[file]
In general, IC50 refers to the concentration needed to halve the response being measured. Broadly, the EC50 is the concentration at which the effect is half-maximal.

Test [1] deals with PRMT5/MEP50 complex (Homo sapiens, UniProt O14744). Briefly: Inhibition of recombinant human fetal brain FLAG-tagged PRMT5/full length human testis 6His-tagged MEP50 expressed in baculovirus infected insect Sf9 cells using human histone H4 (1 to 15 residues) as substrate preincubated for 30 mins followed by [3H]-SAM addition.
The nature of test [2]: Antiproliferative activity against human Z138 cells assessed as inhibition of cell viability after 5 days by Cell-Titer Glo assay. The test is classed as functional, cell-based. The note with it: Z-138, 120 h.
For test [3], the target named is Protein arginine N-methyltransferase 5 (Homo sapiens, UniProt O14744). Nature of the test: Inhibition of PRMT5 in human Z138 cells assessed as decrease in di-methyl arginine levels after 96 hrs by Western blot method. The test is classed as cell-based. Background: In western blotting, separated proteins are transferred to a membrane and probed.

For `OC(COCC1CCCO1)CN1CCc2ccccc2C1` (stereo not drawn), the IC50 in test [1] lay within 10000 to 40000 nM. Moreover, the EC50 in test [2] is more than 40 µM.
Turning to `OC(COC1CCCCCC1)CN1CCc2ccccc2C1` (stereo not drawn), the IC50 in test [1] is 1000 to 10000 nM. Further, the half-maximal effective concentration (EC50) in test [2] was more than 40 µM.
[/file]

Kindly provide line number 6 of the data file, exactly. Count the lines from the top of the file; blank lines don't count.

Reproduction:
Turning to `OC(COC1CCCCCC1)CN1CCc2ccccc2C1` (stereo not drawn), the IC50 in test [1] is 1000 to 10000 nM. Further, the half-maximal effective concentration (EC50) in test [2] was more than 40 µM.